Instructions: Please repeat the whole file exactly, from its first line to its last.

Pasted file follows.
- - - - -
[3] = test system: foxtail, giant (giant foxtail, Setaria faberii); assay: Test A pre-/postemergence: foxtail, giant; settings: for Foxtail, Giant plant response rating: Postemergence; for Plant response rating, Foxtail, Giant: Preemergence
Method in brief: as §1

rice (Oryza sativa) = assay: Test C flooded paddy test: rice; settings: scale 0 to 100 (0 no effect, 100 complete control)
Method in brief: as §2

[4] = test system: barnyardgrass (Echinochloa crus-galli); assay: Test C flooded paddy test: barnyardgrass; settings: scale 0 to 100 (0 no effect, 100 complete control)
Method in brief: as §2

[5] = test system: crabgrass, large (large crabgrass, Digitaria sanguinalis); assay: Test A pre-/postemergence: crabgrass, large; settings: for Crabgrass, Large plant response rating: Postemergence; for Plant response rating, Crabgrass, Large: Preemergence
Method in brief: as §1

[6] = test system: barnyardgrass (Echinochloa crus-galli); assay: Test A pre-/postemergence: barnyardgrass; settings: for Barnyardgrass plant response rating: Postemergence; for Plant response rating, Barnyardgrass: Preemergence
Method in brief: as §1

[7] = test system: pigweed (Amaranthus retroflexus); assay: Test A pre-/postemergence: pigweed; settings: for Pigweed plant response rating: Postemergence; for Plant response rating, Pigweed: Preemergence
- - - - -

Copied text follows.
[3] = test system: foxtail, giant (giant foxtail, Setaria faberii); assay: Test A pre-/postemergence: foxtail, giant; settings: for Foxtail, Giant plant response rating: Postemergence; for Plant response rating, Foxtail, Giant: Preemergence
Method in brief: as §1

rice (Oryza sativa) = assay: Test C flooded paddy test: rice; settings: scale 0 to 100 (0 no effect, 100 complete control)
Method in brief: as §2

[4] = test system: barnyardgrass (Echinochloa crus-galli); assay: Test C flooded paddy test: barnyardgrass; settings: scale 0 to 100 (0 no effect, 100 complete control)
Method in brief: as §2

[5] = test system: crabgrass, large (large crabgrass, Digitaria sanguinalis); assay: Test A pre-/postemergence: crabgrass, large; settings: for Crabgrass, Large plant response rating: Postemergence; for Plant response rating, Crabgrass, Large: Preemergence
Method in brief: as §1

[6] = test system: barnyardgrass (Echinochloa crus-galli); assay: Test A pre-/postemergence: barnyardgrass; settings: for Barnyardgrass plant response rating: Postemergence; for Plant response rating, Barnyardgrass: Preemergence
Method in brief: as §1

[7] = test system: pigweed (Amaranthus retroflexus); assay: Test A pre-/postemergence: pigweed; settings: for Pigweed plant response rating: Postemergence; for Plant response rating, Pigweed: Preemergence